English XP


Puns! How And When To Use Them

If you are a regular reader of this blog, you know I like to focus not only on improving vocabulary, but helping you sound more intelligent. Of all the ways in which one could sound relatable during communication, nothing could be more valuable than the use of humor. Have you observed that you are more likely to be more engaged in a conversation sprinkled with the right amount of humor than a humorless conversation? I have! Trust me you don’t want to be the protagonist in a humorless conversation. While a healthy dose of humor would certainly spice up any conversation, it can easily be overdone to ill effect. However, one of the most powerful ways of applying humor in conversation while still maintaining some sense of seriousness is through the use of puns.

What is a pun?

According the merriam-webster dictionary, A pun is a humorous play on words.

Another definition of a pun is “a joke exploiting the different possible meanings of a word or the fact that there are words which sound alike but have different meanings.”

In other words, It is a deliberate play of words, with the objective of obtaining a comic effect from it. The main thrust of it is the dual meaning of the statement.  Now that definitions are out of the way, I guess you are wondering how puns can be applied in your daily English speech. Rest Easy! In today’s session I will be exploring this incredibly useful tool, which I think will be help provide a wider range for your vocabulary and pronunciation.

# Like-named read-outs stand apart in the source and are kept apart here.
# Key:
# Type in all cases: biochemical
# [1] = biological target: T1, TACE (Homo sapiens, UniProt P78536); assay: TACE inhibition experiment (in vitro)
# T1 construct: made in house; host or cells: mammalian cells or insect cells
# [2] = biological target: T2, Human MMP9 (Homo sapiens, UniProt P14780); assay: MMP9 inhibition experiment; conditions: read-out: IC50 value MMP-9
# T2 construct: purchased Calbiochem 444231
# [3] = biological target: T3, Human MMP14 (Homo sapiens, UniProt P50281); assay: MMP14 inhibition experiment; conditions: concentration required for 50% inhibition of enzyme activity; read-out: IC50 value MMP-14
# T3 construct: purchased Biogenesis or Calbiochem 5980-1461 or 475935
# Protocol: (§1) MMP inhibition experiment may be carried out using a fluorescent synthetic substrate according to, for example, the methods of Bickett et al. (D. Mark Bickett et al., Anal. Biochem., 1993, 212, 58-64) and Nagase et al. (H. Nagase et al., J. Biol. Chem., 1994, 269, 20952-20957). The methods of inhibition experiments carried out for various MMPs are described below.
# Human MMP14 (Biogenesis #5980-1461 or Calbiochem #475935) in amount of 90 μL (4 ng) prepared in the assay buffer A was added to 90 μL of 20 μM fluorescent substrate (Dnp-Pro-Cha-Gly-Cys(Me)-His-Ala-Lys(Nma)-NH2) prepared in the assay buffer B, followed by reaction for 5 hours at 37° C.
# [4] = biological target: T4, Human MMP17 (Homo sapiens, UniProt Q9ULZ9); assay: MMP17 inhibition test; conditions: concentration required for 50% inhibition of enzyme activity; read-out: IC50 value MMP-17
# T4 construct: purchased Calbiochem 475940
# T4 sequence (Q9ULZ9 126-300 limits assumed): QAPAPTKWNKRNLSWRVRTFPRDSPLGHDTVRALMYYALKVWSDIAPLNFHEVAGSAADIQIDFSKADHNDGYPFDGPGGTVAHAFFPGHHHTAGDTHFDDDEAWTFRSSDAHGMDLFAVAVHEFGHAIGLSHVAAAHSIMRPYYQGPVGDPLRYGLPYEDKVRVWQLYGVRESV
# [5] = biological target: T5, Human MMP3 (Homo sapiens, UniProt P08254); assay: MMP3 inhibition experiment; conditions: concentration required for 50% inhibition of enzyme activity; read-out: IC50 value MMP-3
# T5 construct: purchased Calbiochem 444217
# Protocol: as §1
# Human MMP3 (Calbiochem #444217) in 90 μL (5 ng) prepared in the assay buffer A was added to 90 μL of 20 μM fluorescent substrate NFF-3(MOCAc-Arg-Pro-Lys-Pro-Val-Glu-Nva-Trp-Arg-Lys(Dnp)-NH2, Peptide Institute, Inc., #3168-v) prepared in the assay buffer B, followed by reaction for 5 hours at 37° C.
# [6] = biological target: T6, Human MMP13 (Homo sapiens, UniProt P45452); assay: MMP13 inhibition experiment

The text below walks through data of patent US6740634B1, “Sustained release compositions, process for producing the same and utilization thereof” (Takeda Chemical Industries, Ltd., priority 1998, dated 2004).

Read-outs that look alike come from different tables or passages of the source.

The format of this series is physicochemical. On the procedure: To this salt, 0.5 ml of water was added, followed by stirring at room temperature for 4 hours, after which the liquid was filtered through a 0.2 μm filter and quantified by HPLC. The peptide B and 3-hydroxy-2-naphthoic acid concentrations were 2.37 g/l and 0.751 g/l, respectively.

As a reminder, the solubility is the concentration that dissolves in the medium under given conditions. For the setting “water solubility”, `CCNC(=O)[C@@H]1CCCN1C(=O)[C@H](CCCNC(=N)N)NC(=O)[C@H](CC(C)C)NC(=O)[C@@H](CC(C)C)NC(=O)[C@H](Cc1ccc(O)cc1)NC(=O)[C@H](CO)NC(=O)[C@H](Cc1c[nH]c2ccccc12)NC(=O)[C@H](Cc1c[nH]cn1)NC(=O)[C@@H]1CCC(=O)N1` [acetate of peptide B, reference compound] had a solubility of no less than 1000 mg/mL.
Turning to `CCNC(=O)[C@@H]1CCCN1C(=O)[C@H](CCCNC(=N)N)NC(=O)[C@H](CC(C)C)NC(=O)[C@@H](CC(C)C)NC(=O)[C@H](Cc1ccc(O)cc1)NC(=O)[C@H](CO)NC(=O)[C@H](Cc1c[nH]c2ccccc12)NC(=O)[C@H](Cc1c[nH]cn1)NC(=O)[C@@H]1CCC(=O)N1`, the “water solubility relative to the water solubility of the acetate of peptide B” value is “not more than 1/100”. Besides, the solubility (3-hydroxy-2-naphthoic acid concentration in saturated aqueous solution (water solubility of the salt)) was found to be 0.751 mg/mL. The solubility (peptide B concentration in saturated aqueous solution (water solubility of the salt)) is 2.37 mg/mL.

Types of puns

Homographic puns:

A homographic pun employs words that are spelled similarly but that have different sounds and meanings. These are puns that are distinguishable on sight than upon hearing them.


“Paul is the perfect glue salesman; he always sticks to his word”

“Could you help me cut the grass football field? we want to get the ball rolling

Homophonic puns:

These are puns that use word pairs that sound alike. In this case, the impact is communicated verbally.


“An optimist’s blood type is always B-positive

“After tomorrow’s mathematics test I would desperately need a place in the sum

Homonymic puns:

This happens to be a combination of homographic puns and homophonic puns.


“That clown strained himself while running into the screen door”

Compounded puns:

A compounded pun combines two or more puns. To be effective, the two puns have to be understood as one.


Do you think my runny nose is funny? I can assure you that it is snot

Recursive puns:

In this type of multi-pun statement, an understanding of the second pun is important for an understanding of the first pun.


“Mathematics is so complex, I sometimes wonder how mathematician pi their trade”

Visual pun:

Visual puns are often used in logos, symbols, enigmas and other graphic signs. In many cases parts of the pun is replaced by a picture.


USAF squadron emblem shows a kicking donkey (ass) with slogan “Kickin’ Ass” (Wikipedia)

We ‘ll leave it here for now. If you enjoyed this article, please check out other articles on the blog. There are many fun ones that would also serve to improve your English language skills. From tongue twisters to recommendations about how to choose An English language program and which to take English course to take.

Bye for now


Punpedia – The Online Encyclopedia of Puns


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